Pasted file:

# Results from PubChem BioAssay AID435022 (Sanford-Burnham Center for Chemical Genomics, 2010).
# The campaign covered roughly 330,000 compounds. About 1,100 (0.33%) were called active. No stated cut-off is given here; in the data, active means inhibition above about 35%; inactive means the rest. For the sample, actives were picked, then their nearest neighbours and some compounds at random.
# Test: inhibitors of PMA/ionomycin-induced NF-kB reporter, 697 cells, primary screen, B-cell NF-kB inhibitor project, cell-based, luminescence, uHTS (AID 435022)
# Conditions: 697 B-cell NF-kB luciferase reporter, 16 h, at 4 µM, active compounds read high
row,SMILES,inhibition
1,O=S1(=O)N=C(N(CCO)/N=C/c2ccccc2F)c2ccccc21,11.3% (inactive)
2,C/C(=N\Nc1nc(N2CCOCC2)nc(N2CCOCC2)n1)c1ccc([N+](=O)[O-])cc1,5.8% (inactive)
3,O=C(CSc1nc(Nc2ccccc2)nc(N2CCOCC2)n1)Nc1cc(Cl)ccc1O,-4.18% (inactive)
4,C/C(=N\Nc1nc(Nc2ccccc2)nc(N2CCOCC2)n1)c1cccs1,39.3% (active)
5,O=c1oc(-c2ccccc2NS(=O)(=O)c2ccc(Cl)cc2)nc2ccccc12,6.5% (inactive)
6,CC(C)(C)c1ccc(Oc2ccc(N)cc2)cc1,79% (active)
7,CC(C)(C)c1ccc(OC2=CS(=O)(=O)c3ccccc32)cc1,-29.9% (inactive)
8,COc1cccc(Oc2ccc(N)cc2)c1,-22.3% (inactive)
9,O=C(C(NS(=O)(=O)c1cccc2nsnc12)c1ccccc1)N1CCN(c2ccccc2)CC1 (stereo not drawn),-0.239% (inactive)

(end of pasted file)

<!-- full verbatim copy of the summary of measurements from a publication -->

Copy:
# Results from PubChem BioAssay AID435022 (Sanford-Burnham Center for Chemical Genomics, 2010).
# The campaign covered roughly 330,000 compounds. About 1,100 (0.33%) were called active. No stated cut-off is given here; in the data, active means inhibition above about 35%; inactive means the rest. For the sample, actives were picked, then their nearest neighbours and some compounds at random.
# Test: inhibitors of PMA/ionomycin-induced NF-kB reporter, 697 cells, primary screen, B-cell NF-kB inhibitor project, cell-based, luminescence, uHTS (AID 435022)
# Conditions: 697 B-cell NF-kB luciferase reporter, 16 h, at 4 µM, active compounds read high
row,SMILES,inhibition
1,O=S1(=O)N=C(N(CCO)/N=C/c2ccccc2F)c2ccccc21,11.3% (inactive)
2,C/C(=N\Nc1nc(N2CCOCC2)nc(N2CCOCC2)n1)c1ccc([N+](=O)[O-])cc1,5.8% (inactive)
3,O=C(CSc1nc(Nc2ccccc2)nc(N2CCOCC2)n1)Nc1cc(Cl)ccc1O,-4.18% (inactive)
4,C/C(=N\Nc1nc(Nc2ccccc2)nc(N2CCOCC2)n1)c1cccs1,39.3% (active)
5,O=c1oc(-c2ccccc2NS(=O)(=O)c2ccc(Cl)cc2)nc2ccccc12,6.5% (inactive)
6,CC(C)(C)c1ccc(Oc2ccc(N)cc2)cc1,79% (active)
7,CC(C)(C)c1ccc(OC2=CS(=O)(=O)c3ccccc32)cc1,-29.9% (inactive)
8,COc1cccc(Oc2ccc(N)cc2)c1,-22.3% (inactive)
9,O=C(C(NS(=O)(=O)c1cccc2nsnc12)c1ccccc1)N1CCN(c2ccccc2)CC1 (stereo not drawn),-0.239% (inactive)